THE DÁIL has passed a bill which will allow for the reintroduction of mandatory hotel quarantine for those coming into Ireland from countries that are deemed to be of high-risk of transmission of Covid-19.
It can also allow for the quarantine of people who fail to comply with pre-arrival testing requirements.
The bill passed all stages of the Dáil late on Thursday night, and will proceed to the Seanad today, Friday December 3.
Hotel quarantine was introduced by the government too curb the spread of the virus and was in place until September 25.
Speaking during a debate on the bill yesterday, Minister for Health Stephen Donnelly said "we know that the system of hotel mandatory quarantine previously in place worked", with 593 residents testing positive for the virus and a total of 17,846 tests completed.
"This data of course does not take account of cases which were avoided in the community as a result of hotel quarantine, or of the travellers who delayed travel to Ireland as a result of the imposition of quarantine."
He said he believes the legislation strikes a "fair and proportionate balance" between the protection of public health and the restrictions on individual rights.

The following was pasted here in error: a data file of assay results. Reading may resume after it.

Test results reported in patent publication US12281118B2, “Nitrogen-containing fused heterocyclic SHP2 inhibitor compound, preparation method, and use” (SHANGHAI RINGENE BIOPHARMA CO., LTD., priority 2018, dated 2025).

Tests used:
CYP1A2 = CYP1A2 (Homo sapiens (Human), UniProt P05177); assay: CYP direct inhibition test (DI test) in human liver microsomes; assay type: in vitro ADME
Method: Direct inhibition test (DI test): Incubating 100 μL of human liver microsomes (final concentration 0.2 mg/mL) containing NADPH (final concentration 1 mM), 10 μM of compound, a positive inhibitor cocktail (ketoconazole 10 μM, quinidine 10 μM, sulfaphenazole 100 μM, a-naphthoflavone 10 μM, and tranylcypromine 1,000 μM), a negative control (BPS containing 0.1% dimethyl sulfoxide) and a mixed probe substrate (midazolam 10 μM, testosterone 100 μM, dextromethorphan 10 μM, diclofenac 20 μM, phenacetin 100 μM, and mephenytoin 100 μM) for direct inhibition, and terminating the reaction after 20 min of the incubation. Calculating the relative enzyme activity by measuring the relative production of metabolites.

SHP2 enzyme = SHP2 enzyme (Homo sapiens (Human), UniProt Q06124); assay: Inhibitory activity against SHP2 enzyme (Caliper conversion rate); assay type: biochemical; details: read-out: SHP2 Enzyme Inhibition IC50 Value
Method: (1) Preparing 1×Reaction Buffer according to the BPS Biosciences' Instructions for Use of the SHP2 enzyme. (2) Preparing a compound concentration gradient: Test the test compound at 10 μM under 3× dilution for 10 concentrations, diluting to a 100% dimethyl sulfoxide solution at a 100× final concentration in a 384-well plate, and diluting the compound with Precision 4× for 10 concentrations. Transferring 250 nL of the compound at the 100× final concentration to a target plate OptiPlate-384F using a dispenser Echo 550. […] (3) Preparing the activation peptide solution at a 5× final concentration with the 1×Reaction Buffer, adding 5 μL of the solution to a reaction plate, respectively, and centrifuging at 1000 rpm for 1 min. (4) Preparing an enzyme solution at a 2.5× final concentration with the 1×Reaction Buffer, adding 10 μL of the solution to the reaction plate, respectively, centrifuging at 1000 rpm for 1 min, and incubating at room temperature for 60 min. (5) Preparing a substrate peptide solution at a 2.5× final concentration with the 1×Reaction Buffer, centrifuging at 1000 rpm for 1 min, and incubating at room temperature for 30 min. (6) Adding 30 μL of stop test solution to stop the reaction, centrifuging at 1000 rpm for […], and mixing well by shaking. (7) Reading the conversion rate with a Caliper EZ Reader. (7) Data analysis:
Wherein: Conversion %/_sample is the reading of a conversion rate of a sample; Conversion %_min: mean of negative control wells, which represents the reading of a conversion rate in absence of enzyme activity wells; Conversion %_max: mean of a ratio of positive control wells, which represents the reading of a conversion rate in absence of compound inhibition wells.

"It is of note that the UK introduced hotel quarantine very quickly in response to the emergence, and potential risk, of the new variant," he continued.
"The Irish Government has decided at this point to reintroduce the legal basis for hotel quarantine, should it be deemed necessary in response to the threat posed by Omicron variant."
Exemptions for those who have left Ireland for a short period of time and are looking to return could also be considered.
The government has also postponed the requirement for a pre-arrival negative Covid-19 test to gain entry to Ireland by two days to Sunday at midnight.
It now appears as those who sought tests for arrival on Friday and Saturday did not need them.
The negative test can be either a PCR test taken 72 hours before arrival or a professionally-administered antigen test taken 48 hours before arrival. Children aged 11 and under will not be required to have a negative test.
Minister Helen McEntee denied that the change was an example of confusion by government on RTÉ’s Morning Ireland.
"I think people will appreciate that a number of departments are involved here," she said.
"It takes time where you have to engage and make sure that the regulations are correct. This is simply procedural.
"It’s not that there has been a change at all. There is just a little bit longer time needed between departments to finalise these."